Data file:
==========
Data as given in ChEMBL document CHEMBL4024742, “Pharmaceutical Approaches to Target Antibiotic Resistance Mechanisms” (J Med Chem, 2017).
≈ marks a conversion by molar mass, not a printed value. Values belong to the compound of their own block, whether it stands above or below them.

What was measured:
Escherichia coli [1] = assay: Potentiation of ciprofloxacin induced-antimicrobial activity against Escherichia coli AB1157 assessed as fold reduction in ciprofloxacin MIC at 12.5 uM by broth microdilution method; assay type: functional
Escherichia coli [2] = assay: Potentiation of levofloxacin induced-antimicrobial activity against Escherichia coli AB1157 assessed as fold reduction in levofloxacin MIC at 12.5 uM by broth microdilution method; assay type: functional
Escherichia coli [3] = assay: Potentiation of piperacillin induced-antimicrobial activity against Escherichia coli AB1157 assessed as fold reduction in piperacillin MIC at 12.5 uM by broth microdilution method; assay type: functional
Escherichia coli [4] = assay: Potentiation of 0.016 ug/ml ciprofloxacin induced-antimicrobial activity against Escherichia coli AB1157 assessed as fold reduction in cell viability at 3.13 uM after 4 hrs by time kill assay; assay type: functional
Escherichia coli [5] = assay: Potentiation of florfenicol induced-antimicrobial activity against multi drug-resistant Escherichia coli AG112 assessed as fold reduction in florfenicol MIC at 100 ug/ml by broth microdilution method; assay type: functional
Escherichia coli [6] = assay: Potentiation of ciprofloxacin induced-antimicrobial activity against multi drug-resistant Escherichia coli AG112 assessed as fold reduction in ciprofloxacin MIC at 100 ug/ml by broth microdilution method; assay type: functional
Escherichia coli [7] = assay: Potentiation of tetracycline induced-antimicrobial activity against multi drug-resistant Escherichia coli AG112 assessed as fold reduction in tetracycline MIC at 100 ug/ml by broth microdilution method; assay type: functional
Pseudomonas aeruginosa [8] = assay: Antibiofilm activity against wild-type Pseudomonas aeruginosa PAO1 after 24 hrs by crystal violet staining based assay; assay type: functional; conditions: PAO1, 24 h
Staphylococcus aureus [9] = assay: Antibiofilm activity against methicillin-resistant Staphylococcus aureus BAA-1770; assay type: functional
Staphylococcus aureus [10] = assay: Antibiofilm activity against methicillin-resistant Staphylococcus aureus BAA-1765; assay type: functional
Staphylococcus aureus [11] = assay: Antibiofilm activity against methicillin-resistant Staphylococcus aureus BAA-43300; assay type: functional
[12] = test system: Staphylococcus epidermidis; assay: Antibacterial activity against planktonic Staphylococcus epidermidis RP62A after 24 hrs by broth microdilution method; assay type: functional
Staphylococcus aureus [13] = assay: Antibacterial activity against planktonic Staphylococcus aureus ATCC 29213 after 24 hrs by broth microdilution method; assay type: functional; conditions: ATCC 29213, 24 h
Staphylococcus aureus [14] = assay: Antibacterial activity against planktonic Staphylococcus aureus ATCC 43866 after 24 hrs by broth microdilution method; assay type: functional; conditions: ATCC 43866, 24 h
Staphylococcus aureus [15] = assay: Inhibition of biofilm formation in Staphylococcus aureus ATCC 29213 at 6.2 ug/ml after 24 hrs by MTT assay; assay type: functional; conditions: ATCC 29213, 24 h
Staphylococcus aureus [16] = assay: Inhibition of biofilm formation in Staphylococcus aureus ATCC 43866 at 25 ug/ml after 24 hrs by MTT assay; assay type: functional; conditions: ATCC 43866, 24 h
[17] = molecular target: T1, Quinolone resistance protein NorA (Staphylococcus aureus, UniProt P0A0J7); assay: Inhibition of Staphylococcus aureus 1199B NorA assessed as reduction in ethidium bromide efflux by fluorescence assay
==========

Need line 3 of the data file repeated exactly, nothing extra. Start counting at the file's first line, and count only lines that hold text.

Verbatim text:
What was measured: